Protect Our Defenders News Blog

 

Sexual assaults in the military create a new #MeToo battalion every week. That must stop.

Scott Jensen, Opinion contributor

A culture that allows so much crime is outside the moral bounds we should expect of our military.

The epidemic of sexual assault and harassment has recently exploded onto the national spotlight. Americans are fed up, and the need for revolutionary progress in stopping this national crisis is clear.

We have seen just how pervasive this epidemic is throughout politics, the entertainment industry and almost any other business sector you can name. This includes our United States military, the single largest employer in the world. We must demand fundamental changes to a military justice system that allows commanders to put our best and brightest at risk, and protects those who use their positions of power to prey on our country’s service members. It is critical to the security of our nation’s future. It is unacceptable that any institution, much less our military, the most revered and vital institution in America, be left to police itself after decades of failure. The stakes are too high.

The Pentagon’s most recent survey indicated that nearly 15,000 members of our armed forces have been sexually assaulted. As staggering as that number is, most victims were assaulted more than once, bringing the total assaults to over 41,000 per year, or 112 per day. To put that into perspective, that’s a company a day, a battalion a week, and a regiment a month, who were emotionally and physically wounded through the actions of fellow service members and the inaction of leadership. Assaults of an entire company each day is not a number with which I can live, nor should any other American. To add insult to injury, 83% of those who were assaulted refused to report, often out of fear of retaliation, harassment or impact on their careers. And the effect is long lasting. The Veterans Administration reports that 40% of female homeless veterans suffer from trauma resulting from a military sexual assault. Our nation’s defenders deserve better.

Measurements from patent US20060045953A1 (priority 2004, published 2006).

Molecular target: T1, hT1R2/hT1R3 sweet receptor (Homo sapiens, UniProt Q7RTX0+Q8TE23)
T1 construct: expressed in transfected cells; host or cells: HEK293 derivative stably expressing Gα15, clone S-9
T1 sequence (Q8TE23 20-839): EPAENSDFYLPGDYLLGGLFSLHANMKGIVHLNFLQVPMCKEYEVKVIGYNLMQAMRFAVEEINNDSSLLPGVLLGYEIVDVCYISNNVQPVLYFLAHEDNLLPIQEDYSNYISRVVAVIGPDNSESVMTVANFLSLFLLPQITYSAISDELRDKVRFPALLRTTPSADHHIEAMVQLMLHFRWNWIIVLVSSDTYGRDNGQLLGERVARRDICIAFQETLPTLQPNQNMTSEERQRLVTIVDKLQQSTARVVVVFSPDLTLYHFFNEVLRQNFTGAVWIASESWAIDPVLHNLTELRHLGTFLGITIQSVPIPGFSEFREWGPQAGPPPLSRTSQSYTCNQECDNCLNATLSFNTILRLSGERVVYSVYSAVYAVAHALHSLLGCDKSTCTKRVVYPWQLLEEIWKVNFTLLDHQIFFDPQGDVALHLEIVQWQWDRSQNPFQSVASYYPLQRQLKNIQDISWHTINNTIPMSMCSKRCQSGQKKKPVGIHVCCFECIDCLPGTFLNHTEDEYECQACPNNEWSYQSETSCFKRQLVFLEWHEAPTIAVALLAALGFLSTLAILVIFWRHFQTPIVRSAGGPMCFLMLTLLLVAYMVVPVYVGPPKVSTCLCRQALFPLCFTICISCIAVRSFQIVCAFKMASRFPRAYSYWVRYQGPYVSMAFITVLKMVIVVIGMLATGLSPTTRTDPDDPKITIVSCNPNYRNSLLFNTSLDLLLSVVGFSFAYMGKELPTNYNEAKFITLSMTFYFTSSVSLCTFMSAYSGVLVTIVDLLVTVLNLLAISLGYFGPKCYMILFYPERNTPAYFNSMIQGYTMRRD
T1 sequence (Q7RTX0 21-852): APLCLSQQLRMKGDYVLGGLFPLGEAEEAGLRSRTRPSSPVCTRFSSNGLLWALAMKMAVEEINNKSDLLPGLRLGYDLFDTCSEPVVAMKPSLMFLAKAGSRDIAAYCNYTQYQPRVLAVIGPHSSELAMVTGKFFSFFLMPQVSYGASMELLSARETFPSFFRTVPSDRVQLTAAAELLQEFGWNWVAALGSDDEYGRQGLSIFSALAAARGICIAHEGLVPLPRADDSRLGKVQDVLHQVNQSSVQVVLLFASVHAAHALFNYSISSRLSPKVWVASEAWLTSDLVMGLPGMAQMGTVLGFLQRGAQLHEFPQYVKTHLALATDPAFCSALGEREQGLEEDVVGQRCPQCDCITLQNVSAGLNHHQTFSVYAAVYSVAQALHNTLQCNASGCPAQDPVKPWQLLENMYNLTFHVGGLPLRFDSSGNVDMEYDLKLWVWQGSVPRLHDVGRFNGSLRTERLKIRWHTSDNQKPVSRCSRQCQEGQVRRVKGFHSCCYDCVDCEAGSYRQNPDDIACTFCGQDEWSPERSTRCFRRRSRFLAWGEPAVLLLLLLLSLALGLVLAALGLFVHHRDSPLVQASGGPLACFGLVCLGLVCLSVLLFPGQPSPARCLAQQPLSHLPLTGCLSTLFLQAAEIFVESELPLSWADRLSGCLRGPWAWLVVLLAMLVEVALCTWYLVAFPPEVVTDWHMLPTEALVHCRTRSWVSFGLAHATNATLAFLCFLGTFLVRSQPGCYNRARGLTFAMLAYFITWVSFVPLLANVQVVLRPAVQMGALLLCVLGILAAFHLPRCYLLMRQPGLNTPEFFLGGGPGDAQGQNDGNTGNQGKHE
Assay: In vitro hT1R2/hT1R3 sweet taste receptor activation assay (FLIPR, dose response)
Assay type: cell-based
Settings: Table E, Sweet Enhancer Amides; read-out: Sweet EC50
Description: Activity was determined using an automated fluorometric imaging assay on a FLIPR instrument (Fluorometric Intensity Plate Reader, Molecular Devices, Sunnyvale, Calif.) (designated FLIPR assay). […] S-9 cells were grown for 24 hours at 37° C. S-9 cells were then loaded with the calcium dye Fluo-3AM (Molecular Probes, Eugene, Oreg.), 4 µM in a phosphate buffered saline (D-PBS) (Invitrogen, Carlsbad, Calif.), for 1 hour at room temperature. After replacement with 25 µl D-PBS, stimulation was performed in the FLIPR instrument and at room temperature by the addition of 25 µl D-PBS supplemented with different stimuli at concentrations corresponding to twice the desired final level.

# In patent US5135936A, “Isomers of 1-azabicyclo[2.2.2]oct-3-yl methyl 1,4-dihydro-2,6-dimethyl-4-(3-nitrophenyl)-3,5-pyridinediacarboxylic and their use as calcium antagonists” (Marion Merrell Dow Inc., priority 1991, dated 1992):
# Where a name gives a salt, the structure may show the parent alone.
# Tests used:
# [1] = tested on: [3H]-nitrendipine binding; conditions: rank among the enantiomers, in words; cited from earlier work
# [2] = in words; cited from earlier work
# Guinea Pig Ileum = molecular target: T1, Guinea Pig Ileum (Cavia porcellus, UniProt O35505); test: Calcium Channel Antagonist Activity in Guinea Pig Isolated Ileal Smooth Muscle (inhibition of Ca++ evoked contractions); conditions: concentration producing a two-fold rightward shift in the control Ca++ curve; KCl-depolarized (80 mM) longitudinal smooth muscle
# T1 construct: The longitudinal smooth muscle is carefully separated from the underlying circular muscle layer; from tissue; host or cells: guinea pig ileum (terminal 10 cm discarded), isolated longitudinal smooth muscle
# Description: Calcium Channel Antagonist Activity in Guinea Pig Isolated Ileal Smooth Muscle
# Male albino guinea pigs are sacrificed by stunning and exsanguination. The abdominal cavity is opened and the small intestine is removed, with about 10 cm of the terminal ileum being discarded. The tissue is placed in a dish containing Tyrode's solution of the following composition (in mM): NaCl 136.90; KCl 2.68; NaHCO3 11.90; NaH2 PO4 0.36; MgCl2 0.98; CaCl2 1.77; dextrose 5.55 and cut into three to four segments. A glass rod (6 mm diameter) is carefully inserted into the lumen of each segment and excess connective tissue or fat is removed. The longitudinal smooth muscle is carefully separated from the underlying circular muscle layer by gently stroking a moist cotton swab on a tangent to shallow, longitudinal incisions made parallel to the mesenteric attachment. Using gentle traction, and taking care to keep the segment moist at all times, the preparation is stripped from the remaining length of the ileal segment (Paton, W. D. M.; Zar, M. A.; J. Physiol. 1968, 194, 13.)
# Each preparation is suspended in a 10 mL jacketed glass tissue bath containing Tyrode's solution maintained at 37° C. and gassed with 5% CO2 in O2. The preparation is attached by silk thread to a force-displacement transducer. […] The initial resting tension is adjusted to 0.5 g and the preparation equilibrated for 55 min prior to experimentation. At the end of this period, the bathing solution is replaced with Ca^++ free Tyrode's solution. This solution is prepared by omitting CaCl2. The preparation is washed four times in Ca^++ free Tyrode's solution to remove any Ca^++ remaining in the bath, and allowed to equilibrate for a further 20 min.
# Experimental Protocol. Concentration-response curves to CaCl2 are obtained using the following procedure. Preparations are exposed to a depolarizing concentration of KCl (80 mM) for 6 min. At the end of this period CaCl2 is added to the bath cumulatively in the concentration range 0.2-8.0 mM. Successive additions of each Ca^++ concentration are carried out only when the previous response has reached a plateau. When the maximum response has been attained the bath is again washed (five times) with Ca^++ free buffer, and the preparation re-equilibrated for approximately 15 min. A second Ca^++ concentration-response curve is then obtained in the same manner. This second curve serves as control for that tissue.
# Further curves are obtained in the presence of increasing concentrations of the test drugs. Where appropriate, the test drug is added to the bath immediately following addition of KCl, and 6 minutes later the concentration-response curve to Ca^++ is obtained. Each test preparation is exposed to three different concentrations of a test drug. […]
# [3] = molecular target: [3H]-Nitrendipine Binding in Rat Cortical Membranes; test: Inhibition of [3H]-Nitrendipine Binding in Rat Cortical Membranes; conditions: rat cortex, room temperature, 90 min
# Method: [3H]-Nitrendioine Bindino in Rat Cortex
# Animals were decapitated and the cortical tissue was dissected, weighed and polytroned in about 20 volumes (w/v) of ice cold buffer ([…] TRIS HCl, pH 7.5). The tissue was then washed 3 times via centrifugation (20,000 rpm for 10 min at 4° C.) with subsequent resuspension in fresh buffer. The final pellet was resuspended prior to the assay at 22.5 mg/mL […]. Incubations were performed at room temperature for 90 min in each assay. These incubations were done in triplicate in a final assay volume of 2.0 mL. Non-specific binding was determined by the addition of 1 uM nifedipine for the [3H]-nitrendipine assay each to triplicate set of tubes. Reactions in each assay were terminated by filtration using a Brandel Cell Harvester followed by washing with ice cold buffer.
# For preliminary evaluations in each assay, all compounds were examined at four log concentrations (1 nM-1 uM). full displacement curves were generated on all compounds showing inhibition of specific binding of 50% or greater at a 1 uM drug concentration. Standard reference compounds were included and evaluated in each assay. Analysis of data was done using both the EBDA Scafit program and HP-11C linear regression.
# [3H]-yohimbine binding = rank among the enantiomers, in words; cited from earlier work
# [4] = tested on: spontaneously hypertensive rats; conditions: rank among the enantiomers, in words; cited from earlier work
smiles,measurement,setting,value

These trends must not continue. A culture that allows for such criminal activity and behavior is outside the moral and ethical bounds Americans expect of one of the most prestigious establishments in the United States. It presents a risk to our national security. This culture erodes the very foundation of unit cohesion and trust that is required for our formations to effectively defend our country. It eats from the inside at our defense readiness. It burdens recruiting and retention. How long will the mothers and fathers of America be willing to offer their children to the military’s ranks? How much are our military leaders willing to gamble on the future?

It’s time for military leaders to do their part in addressing this national crisis. For far too long, we have heard statements about “zero tolerance,” but statements aren’t protecting our troops. Military leaders must end the status quo and promote those who are doing a good job in leading cultural reform and end the careers of those who are not. Commanders must join the national dialogue and assume the same leadership role that the military has previously taken in so many other areas of society.

A battalion’s worth of soldiers grievously assaulted every week cannot be allowed to continue. Standing by is unacceptable. This moment calls for decisive action, change and reform. Our military leaders must take a stand and actively lead from the front. Congress also has a responsibility to actively and aggressively demand cultural and legal reforms that our military has proven unwilling or unable to enact on its own. Our defenders deserve trained prosecutors making legal determinations. Our troops deserve to work in an environment where they can trust those with whom they serve. It is time that we hold our military accountable for fulfilling its promise to provide the best to those who choose to fight for our country.

Colonel Scott Jensen, CEO of Protect Our Defenders, is a 27-year veteran of the Marine Corps. He commanded in combat in both Iraq and Afghanistan. Prior to his retirement in 2016 he led the Marine Corps’ Sexual Assault and Prevention Office.

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